ABOVE: Kathryn Wylde is CEO and President of the Partnership for New York City. (Photo: Ben Fractenberg)


As New York City looks to emerge from the health and economic crises that have afflicted the Big Apple over the last eight months, the city’s leading business organization is taking on an outsized role in recovery efforts.

The Partnership for New York City led by president and CEO Kathryn Wylde is drawing on its network of private sector, nonprofit and community partners to support businesses struggling to keep their doors open and, ultimately, help boost the city’s economy.

In late September the Partnership, along with the Peter G. Peterson Foundation, city agencies and the city’s five borough-based chambers of commerce, launched the NYC Small Business Resource Network.

Pitched as a “one-stop shop” for the city’s 230,000 small businesses, the $2.8 million partnership, funded by a grant from the Peterson Foundation, will create a team of 22 small business specialists who will be embedded within the chambers of commerce.

They will work directly with small businesses in hardest-hit communities to provide access to the wide range of programs and services offered by state, city and private-sector organizations, with a particular focus on minority, women and immigrant-owned businesses.

“The business resource network is intended to create a source of help for businesses as they seek to figure out how to put people back to work, how to survive, how to keep going, how to restart,” Wylde said. “We turned to the chambers of commerce as the organizations that are the most in touch with the needs of small businesses across the neighborhoods of the city.”

The Partnership is working with the city’s Economic Development Corporation (EDC) and Department of Small Business Services (SBS) to aggregate the various public and private resources available. The goal is for small businesses to have one place to go for all of their needs, from legal and accounting services to marketing, procurement opportunities and loans or grants.

The network grew out of a report that the Partnership released in July in collaboration with 14 top consulting firms, who are also members of the organization. The report, called “A Call for Action and Collaboration,” outlines the impact that COVID-19 had on the city’s economy between January and July.

Wylde said that before the pandemic, the city was at the “peak of its power globally” as a capital of finance, media, design and technology. New York City had over four million private sector jobs, which she said was the highest that number has ever reached.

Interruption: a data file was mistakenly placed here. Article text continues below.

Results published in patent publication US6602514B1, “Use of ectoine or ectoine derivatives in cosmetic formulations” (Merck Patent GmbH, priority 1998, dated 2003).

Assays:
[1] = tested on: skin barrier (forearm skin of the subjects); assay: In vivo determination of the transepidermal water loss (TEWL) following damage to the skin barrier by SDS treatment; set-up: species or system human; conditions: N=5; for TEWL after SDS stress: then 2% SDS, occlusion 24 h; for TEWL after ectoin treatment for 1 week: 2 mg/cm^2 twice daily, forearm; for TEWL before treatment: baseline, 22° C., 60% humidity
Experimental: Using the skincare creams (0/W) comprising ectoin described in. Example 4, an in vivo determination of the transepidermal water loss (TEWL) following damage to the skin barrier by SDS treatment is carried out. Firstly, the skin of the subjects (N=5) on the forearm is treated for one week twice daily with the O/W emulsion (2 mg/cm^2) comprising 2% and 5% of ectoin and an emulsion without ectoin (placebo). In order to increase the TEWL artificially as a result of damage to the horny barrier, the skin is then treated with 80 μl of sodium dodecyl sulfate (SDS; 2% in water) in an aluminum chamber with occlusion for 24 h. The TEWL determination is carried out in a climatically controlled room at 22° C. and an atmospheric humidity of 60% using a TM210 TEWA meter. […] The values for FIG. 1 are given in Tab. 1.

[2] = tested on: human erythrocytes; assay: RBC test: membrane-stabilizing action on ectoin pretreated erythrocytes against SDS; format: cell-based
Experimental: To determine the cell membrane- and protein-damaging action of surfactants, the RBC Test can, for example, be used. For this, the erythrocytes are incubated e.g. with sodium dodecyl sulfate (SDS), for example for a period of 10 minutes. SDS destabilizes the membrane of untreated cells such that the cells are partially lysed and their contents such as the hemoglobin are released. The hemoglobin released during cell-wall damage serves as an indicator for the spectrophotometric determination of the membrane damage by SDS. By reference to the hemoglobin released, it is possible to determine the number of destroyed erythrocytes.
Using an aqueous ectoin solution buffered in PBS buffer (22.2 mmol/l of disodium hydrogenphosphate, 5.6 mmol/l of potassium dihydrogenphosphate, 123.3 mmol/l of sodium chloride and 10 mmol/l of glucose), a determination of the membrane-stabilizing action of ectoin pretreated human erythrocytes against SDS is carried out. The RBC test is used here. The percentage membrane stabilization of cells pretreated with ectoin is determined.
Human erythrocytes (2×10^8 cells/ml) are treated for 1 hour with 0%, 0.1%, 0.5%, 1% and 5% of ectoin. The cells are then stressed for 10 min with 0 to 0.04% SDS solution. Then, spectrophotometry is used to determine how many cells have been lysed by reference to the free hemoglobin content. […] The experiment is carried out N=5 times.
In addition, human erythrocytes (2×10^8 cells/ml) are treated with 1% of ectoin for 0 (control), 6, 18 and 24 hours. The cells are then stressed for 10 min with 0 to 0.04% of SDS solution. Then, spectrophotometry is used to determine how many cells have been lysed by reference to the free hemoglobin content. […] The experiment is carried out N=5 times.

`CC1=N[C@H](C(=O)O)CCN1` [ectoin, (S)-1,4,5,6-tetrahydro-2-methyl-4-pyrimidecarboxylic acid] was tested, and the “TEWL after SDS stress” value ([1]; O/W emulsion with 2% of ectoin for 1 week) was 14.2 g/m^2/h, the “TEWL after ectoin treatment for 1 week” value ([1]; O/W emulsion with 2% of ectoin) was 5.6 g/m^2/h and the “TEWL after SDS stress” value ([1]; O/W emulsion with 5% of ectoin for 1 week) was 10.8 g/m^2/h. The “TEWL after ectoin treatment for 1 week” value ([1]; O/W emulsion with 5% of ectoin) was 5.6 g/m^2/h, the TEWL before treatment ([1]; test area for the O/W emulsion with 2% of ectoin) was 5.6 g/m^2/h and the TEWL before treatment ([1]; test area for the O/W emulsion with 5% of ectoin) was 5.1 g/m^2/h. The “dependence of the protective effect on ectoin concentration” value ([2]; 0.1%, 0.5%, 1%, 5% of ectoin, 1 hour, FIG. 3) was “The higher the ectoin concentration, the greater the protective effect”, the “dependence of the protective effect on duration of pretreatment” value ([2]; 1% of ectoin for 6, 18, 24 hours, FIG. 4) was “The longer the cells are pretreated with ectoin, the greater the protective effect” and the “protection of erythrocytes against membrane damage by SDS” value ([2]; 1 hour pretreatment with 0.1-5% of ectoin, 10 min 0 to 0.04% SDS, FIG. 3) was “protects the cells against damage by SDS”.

But as a result of the pandemic, the report notes, as many as one-third of the city’s 230,000 small businesses may never reopen. Cultural, social and entertainment sites will remain partially shuttered until next year. When the report was released, the city’s unemployment rate had risen to 18.3 percent, with economic hardship concentrated among Black and Hispanic communities, as well as lower-wage workers.

The report also laid out priorities for sectors of the economy that were most damaged, Wylde said, and where organizations needed to focus their attention and resources. She said small business, particularly retail, hospitality and neighborhood services businesses, were the most seriously impacted, with more than 520,000 jobs lost in those industries alone.

“Even for those businesses that got PPP loans,” she said, “the analysis was that was not going to be enough for them to be able to reopen and survive.”

Wylde said New York City’s economic recovery would be helped if political leaders recognized that they don’t have the resources required to address all of the problems the city is facing. She noted that over the last decade, the city got accustomed to a prosperous economy and an expanding tax base. Government had the resources necessary to tackle most issues, she said.

The pandemic has left city and state governments “quite broke,” Wylde said, which is why they will need the help of everyone, from the private sector to universities and local communities, to help with the economic recovery.

Photo: Buck Ennis

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